Title:
ARTIFICIAL LIFT STRUCTURES
Kind Code:
A1


Abstract:
This invention demonstrates an improved method of constructing an artificial lift device for deep wells, in which the deadload of the pump mechanism is supported by a continuously-controlled gas spring. The reciprocating motion is produced by a very unusual form of linear motor using a plurality of radially disposed conducting vanes and having no wire coils. The machine is highly efficient and is able to deduce many of the conditions obtaining at the pump by computations from the measured power demand at each point of the pumping cycle. The device is self-protecting and self-optimising.



Inventors:
Denne, Phillip (Bournemouth, Dorset, GB)
Montgomery, Neil (Red Deer, Alberta, CA)
Application Number:
12/389033
Publication Date:
09/10/2009
Filing Date:
02/19/2009
Assignee:
CROSTEK MANAGEMENT CORP. (Red Deer, Alberta, CA)
Primary Class:
Other Classes:
700/282
International Classes:
F04B35/04; G05D7/06
View Patent Images:
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Primary Examiner:
LEE, BRENITRA M
Attorney, Agent or Firm:
Miltons IP/p.i. (Ottawa, ON, CA)
Claims:
We claim:

1. A mechanism for driving a reciprocating pump or an artificial lift device, the mechanism comprising: a linear electric motor and a gas spring, the mass of gas in said spring not being preset but being continually controlled in accordance with the current demands of said linear electric motor, integrated over a plurality of complete operating cycles of said reciprocating pump or artificial lift mechanism, characterised in that electrical conductors of said liner electric motor are patterned metal laminations absent a dielectric substrate.

2. The mechanism in accordance with claim 1, wherein an armature of said motor includes a plurality of radial slots, in each of which there is a transverse permanent magnetic field.

3. The mechanism in accordance with claim 2, in which the direction of said permanent magnetic field transverse each radial slot of said armature alternates parallel to the axis of said liner electric motor.

4. The mechanism in accordance with claim 3, in which the direction of said permanent magnetic field transverse each radial slot of said armature alternates circumferentially.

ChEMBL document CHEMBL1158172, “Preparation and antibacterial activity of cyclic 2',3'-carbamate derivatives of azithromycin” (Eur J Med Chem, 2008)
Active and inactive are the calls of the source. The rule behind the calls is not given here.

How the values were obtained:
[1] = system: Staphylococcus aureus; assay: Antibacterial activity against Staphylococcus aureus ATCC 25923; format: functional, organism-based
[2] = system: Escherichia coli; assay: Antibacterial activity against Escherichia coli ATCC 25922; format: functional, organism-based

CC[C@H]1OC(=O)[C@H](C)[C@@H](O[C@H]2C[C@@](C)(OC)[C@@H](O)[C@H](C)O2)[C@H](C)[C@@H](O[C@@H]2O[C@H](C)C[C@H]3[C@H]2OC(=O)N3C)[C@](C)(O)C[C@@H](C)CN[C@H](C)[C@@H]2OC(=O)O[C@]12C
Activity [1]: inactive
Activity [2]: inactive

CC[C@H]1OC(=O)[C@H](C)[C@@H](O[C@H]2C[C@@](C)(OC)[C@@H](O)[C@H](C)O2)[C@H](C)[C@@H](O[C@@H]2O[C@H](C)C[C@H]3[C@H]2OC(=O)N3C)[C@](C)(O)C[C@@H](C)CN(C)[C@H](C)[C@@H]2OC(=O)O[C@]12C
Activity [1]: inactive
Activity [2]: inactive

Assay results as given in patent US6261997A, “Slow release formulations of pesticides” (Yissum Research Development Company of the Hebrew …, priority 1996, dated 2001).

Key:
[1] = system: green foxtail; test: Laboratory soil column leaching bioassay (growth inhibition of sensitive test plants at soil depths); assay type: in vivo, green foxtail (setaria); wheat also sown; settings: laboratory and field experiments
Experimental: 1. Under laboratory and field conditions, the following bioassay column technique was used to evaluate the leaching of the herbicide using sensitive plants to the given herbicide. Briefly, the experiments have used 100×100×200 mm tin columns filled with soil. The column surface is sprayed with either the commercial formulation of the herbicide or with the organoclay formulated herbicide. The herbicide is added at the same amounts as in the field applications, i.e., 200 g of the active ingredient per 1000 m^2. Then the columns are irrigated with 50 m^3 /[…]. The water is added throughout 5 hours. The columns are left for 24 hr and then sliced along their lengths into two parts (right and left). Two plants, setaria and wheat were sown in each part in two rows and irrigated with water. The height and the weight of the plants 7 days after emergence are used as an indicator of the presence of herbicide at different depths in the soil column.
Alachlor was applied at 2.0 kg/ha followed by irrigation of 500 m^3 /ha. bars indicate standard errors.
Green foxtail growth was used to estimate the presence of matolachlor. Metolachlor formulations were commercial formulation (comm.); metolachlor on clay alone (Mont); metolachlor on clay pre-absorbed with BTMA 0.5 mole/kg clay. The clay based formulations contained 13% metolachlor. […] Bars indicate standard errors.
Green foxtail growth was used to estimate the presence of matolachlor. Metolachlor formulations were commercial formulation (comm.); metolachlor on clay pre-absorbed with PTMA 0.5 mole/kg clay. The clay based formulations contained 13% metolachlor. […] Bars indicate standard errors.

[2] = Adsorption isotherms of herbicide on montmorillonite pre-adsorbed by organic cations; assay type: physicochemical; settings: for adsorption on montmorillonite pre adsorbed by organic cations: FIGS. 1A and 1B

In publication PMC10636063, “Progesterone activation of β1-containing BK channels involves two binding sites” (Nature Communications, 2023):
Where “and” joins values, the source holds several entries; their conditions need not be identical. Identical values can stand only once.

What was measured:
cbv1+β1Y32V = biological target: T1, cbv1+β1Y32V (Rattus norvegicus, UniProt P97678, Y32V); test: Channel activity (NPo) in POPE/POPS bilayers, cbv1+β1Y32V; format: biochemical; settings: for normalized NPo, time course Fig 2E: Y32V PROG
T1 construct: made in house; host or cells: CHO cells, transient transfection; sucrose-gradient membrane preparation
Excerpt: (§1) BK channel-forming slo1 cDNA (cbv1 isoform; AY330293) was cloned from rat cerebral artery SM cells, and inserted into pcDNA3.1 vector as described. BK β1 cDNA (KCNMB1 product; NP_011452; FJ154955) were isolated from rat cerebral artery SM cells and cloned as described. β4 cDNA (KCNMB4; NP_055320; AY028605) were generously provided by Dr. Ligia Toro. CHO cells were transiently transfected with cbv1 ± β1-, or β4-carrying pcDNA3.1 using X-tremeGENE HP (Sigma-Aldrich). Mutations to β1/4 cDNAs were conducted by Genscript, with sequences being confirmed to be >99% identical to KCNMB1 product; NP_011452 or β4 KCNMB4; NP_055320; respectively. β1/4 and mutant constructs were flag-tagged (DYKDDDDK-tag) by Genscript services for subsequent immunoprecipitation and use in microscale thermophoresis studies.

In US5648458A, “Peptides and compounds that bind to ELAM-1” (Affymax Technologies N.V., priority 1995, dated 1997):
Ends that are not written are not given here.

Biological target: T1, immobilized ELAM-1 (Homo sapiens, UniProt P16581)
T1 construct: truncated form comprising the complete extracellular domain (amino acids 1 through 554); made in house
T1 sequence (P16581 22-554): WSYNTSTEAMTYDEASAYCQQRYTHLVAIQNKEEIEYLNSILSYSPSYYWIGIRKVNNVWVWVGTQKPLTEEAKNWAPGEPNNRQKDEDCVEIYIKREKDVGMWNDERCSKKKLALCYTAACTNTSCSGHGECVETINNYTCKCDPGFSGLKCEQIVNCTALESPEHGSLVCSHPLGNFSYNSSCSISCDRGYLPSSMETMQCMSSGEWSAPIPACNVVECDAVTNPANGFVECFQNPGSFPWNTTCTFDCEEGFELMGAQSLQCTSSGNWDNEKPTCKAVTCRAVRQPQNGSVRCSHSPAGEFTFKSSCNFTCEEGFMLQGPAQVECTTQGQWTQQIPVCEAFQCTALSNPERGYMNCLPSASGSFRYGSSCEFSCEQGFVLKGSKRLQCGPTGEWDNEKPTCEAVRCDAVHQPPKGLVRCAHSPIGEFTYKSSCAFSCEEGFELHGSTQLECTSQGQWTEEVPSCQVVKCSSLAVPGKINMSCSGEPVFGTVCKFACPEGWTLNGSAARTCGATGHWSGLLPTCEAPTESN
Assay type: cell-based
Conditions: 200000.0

5. The mechanism in accordance with claim 2, in which a stator of said liner electric motor includes a matching plurality of conductor vanes having a radial cross-section smaller than said slots of the magnetic armature and connected parallel to the axis of said liner electric motor.

6. The mechanism in accordance with claim 5, in which each armature slot further includes guide bearings.

7. The mechanism in accordance with claim 6, in which insulated metal strips are connected to edges of the conducting vanes that may come into contact with said guide bearings of the armature.

8. The mechanism in accordance with claim 5, in which the conducting vanes of said stator are configured as a three-phase electrical system.

9. The mechanism in accordance with claim 5, in which electrical components of said mechanism are completely enclosed within a gas-tight cylindrical outer casing.

10. The mechanism in accordance with claim 5, in which the axis of said linear electric motor is substantially vertical and said armature is connected to a thrust tube, said thrust tube being extensible through a bearing and sliding gas seal at the top of said cylindrical outer casing.

11. The mechanism in accordance with claim 10, in which said cylindrical outer casing is filled with a pressurized fire-suppressant gas.

12. The mechanism in accordance with claim 11, in which the mass of gas within said casing is continuously controlled in accordance with the current demands of said linear electric motor.

13. The mechanism in accordance with claim 11, including a tube open to the atmosphere and connected to said thrust tube along the central axis of said linear electric motor, said tube being fitted with a bearing and a sliding gas seal to prevent leakage of said pressurized gas from within the main volume of said casing.

14. The mechanism placed immediately above the well and constructed or artificial lift device accordance with claim 13, in which a polished rod of the pump is passed upwards through said tube and connected to the top of said thrust tube.

15. The mechanism in accordance with claim 14, in which current supplied to the stator of said linear electric motor causes said thrust tube to follow a reciprocating motion, so as to pump fluid from the well.

16. The mechanism in accordance with claim 15, in which the pressure of the gas within said casing supports deadload and recycles a portion of kinetic energy of the system.

17. The mechanism in accordance with claim 16, to the top of which there is connected a protective casing having at least one aperture open to the atmosphere and including a filter for particulates.

18. The mechanism in accordance with claim 16, in which current consumed by said mechanism is monitored continuously throughout each pumping cycle, the values of those currents being processed by a computer so as to extract information relating to the parameters of the well and the condition of the pump.

19. The mechanism in accordance with claim 18, including an electronic drive unit programmed to optimize the pumping rate and to protect the pump from damage consequent upon a malfunction.

Description:

CROSS-REFERENCE TO RELATED APPLICATIONS

This application claims benefit from British Patent Application No. GB0802964.7, filed Feb. 19, 2008.

FIELD OF THE INVENTION